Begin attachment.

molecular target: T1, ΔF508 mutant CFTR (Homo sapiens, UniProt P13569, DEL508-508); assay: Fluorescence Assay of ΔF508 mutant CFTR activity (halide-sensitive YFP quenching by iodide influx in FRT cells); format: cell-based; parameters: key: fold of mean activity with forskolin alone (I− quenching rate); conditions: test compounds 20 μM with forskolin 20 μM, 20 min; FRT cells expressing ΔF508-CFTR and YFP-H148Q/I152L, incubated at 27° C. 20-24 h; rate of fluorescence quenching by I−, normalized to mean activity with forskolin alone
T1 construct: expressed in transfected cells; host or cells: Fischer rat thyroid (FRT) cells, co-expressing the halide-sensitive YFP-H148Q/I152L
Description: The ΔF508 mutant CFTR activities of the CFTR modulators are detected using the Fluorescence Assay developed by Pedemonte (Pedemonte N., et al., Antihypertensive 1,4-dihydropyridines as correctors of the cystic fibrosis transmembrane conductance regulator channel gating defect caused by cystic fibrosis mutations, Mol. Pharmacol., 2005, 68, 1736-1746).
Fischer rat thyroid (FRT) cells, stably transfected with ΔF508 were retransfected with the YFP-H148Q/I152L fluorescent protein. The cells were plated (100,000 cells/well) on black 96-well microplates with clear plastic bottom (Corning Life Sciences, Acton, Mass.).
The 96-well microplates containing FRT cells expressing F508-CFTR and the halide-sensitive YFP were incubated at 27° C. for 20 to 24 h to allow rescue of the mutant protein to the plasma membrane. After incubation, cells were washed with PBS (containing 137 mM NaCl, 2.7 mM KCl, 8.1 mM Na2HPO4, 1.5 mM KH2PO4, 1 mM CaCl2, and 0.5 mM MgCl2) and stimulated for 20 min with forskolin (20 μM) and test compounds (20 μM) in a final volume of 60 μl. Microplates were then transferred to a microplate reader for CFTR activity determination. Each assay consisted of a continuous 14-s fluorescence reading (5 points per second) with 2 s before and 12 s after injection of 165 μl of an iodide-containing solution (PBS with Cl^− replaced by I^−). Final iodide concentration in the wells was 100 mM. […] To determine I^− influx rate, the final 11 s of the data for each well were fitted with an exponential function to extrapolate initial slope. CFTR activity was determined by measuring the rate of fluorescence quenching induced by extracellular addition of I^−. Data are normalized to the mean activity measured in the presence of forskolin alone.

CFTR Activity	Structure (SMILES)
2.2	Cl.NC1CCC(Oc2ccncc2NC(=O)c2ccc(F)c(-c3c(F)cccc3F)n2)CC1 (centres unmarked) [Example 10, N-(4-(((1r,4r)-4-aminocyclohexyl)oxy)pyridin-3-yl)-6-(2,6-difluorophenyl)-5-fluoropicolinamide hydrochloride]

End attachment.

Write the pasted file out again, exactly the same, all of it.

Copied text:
molecular target: T1, ΔF508 mutant CFTR (Homo sapiens, UniProt P13569, DEL508-508); assay: Fluorescence Assay of ΔF508 mutant CFTR activity (halide-sensitive YFP quenching by iodide influx in FRT cells); format: cell-based; parameters: key: fold of mean activity with forskolin alone (I− quenching rate); conditions: test compounds 20 μM with forskolin 20 μM, 20 min; FRT cells expressing ΔF508-CFTR and YFP-H148Q/I152L, incubated at 27° C. 20-24 h; rate of fluorescence quenching by I−, normalized to mean activity with forskolin alone
T1 construct: expressed in transfected cells; host or cells: Fischer rat thyroid (FRT) cells, co-expressing the halide-sensitive YFP-H148Q/I152L
Description: The ΔF508 mutant CFTR activities of the CFTR modulators are detected using the Fluorescence Assay developed by Pedemonte (Pedemonte N., et al., Antihypertensive 1,4-dihydropyridines as correctors of the cystic fibrosis transmembrane conductance regulator channel gating defect caused by cystic fibrosis mutations, Mol. Pharmacol., 2005, 68, 1736-1746).
Fischer rat thyroid (FRT) cells, stably transfected with ΔF508 were retransfected with the YFP-H148Q/I152L fluorescent protein. The cells were plated (100,000 cells/well) on black 96-well microplates with clear plastic bottom (Corning Life Sciences, Acton, Mass.).
The 96-well microplates containing FRT cells expressing F508-CFTR and the halide-sensitive YFP were incubated at 27° C. for 20 to 24 h to allow rescue of the mutant protein to the plasma membrane. After incubation, cells were washed with PBS (containing 137 mM NaCl, 2.7 mM KCl, 8.1 mM Na2HPO4, 1.5 mM KH2PO4, 1 mM CaCl2, and 0.5 mM MgCl2) and stimulated for 20 min with forskolin (20 μM) and test compounds (20 μM) in a final volume of 60 μl. Microplates were then transferred to a microplate reader for CFTR activity determination. Each assay consisted of a continuous 14-s fluorescence reading (5 points per second) with 2 s before and 12 s after injection of 165 μl of an iodide-containing solution (PBS with Cl^− replaced by I^−). Final iodide concentration in the wells was 100 mM. […] To determine I^− influx rate, the final 11 s of the data for each well were fitted with an exponential function to extrapolate initial slope. CFTR activity was determined by measuring the rate of fluorescence quenching induced by extracellular addition of I^−. Data are normalized to the mean activity measured in the presence of forskolin alone.

CFTR Activity	Structure (SMILES)
2.2	Cl.NC1CCC(Oc2ccncc2NC(=O)c2ccc(F)c(-c3c(F)cccc3F)n2)CC1 (centres unmarked) [Example 10, N-(4-(((1r,4r)-4-aminocyclohexyl)oxy)pyridin-3-yl)-6-(2,6-difluorophenyl)-5-fluoropicolinamide hydrochloride]